Questions Every Exporter Must Ask
• Have we had all of our items, technology and software classified by the BIS or other competent expert?
• Do we know our customer (i.e. do we check our customers against the government lists of denied parties, specially designated nationals, and other required databases)?
• Have our employees involved in export transactions received the necessary training to ensure compliance?
• Do we have adequate recordkeeping practices in the event of a BIS enforcement audit?
• Do we have a formal export compliance program in place to ensure compliance to U.S. laws and regulations?
Maintaining control of your exports is not a cost of doing business. Aside from being the ‘right thing to do’, it can save money, avoid negative publicity and improve export shipment flows. What you don’t know can hurt you.
For more information on trade compliance or export compliance consulting visit https://www.wearecompliant.com
IT Security Governance
Better manage risk, compliance, and governance
What is Information Security Governance?
IT security governance is the system by which an organization directs and controls IT security (adapted from ISO 38500). IT security governance should not be confused with IT security management. IT security management is concerned with making decisions to mitigate risks; governance determines who is authorized to make decisions. Governance specifies the accountability framework and provides oversight to ensure that risks are adequately mitigated, while management ensures that controls are implemented to mitigate risks. Management recommends security strategies. Governance ensures that security strategies are aligned with business objectives and consistent with regulations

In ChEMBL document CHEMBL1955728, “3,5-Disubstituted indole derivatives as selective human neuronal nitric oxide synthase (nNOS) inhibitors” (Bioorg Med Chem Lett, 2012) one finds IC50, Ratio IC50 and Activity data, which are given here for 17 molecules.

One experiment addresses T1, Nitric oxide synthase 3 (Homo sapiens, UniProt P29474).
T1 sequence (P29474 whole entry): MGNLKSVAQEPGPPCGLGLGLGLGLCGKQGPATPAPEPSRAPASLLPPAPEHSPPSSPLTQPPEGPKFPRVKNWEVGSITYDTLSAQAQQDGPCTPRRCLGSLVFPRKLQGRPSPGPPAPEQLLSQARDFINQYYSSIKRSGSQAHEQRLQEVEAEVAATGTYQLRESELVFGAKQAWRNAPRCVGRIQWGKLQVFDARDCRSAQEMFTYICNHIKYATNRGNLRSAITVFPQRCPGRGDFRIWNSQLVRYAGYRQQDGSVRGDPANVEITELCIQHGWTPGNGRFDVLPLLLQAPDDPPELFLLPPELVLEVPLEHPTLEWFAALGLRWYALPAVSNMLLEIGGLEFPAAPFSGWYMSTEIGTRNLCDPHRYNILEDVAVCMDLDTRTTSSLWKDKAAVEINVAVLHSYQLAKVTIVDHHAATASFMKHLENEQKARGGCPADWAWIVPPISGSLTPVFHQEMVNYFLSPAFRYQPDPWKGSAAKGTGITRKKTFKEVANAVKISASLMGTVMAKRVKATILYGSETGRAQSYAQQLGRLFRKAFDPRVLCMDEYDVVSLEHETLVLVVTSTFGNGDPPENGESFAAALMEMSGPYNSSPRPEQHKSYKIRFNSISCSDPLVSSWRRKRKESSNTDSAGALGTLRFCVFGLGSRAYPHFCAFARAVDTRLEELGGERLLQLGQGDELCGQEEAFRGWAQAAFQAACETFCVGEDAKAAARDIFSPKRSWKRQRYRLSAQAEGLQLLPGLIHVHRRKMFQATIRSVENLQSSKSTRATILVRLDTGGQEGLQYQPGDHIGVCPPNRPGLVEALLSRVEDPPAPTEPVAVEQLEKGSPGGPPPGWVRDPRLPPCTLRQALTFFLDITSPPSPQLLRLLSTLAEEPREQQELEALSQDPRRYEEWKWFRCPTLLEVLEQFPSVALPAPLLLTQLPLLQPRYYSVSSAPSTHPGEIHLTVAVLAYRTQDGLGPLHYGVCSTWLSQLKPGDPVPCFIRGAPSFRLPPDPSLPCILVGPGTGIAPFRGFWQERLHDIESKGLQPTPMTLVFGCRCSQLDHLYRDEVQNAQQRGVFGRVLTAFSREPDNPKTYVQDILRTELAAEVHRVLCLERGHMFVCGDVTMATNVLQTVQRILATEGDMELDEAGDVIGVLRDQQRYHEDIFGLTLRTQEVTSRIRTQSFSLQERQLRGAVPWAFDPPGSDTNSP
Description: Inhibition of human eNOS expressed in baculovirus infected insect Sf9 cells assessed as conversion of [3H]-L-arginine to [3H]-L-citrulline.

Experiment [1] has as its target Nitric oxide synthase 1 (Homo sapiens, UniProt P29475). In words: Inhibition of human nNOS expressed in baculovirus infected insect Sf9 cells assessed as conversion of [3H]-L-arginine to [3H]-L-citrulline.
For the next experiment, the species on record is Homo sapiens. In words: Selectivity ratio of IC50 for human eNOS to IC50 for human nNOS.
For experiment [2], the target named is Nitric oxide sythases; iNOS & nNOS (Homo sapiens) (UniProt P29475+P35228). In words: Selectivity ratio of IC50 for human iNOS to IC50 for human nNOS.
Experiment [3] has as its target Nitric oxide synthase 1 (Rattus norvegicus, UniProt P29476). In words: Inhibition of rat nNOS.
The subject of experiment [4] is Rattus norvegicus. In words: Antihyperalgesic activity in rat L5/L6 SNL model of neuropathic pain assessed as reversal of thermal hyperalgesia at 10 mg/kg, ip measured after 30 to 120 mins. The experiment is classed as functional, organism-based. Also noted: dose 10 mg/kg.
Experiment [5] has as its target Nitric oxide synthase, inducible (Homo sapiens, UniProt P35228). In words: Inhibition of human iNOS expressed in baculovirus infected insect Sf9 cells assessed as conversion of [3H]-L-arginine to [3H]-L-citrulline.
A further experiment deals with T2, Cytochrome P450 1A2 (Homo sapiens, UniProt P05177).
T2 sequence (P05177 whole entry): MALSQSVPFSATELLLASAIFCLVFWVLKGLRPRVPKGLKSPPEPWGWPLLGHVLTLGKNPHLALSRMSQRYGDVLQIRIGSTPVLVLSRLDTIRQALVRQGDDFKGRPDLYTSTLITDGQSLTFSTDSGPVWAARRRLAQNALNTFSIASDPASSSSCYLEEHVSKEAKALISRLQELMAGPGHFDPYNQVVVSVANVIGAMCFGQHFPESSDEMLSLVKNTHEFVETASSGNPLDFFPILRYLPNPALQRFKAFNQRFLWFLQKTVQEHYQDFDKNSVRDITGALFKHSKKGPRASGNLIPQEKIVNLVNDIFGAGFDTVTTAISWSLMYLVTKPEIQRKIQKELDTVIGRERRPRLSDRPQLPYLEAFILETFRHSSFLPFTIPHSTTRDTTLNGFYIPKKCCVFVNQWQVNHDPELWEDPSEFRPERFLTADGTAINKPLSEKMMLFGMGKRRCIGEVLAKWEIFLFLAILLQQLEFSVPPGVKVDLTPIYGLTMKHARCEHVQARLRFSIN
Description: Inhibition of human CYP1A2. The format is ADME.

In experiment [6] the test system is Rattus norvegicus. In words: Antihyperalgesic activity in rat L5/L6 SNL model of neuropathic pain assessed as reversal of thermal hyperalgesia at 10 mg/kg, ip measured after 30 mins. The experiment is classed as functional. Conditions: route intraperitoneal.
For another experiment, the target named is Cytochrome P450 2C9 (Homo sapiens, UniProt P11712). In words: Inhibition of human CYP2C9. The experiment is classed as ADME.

NIST And IT Security Governance?
NIST describes IT governance as the process of establishing and maintaining a framework to provide assurance that information security strategies are aligned with and support business objectives, are consistent with applicable laws and regulations through adherence to policies and internal controls, and provide assignment of responsibility, all in an effort to manage risk.
Why Enterprise Governance?
Enterprise security governance results from the duty of care owed by leadership towards fiduciary requirements. This position is based on judicial rationale and reasonable standards of care. The five general governance areas are:
- Govern the operations of the organization and protect its critical assets
- Protect the organization’s market share and stock price (perhaps not appropriate for education)
- Govern the conduct of employees (educational AUP and other policies that may apply to use of technology resources, data handling, etc.)
- Protect the reputation of the organization
- Ensure compliance requirements are met
Governing for enterprise security means viewing adequate security as a non-negotiable requirement of being in business.
Why Use ITSecurity.Org For Your IT Security And Information Security Governance Requirements?
At ITSecurity.Org, Our Professional and Qualified Staff have decades of combined experience, expertise, qualifications and certifications gained through working in some of the largest enterprises. Our consultants have experienced many different requirements for IT Security Governance and Information Security Governance are able to help you with your Governance situation and needs in a unique way just to suit you.
We have experience on a practical basis of creating, building and managing Security Governance Frameworks so that they work for you.
What Is The Current Best Practice Regarding Enterperise IT Governance?
Three Lines Of Defence
Currently, the best practice for Enterprise IT Governance is to implement a layered approach. This layered approach is called the ‘Three Lines Of Defence‘.
In order to comply with legislative and regulatory requirements, a Three Lines of Defence approach is implemented is defined as follows:
1. First Line of Defence
The first line of defence will have responsibility for:
- Defining the IT Strategy to provide the strategic context within which IT will operate.
- Ensuring that IT Policies and Governance bodies form a system of controls for IT activities and the IT Strategy Implementation.
- Accountability for ensuring that the following are successfully implemented:
- IT Policy,
- IT Governance,
- IT Compliance,
- IT Risk Management
2. Second Line of Defence
The second line of defence will have responsibility for:
- Ensuring performance, compliance and risk oversight in relation to the IT Policy.
- Approving the IT Policy to be used by IT Governance bodies.
3. Third Line of Defence
The third line of defence will have responsibility for:
- Independently assuring compliance with Policy.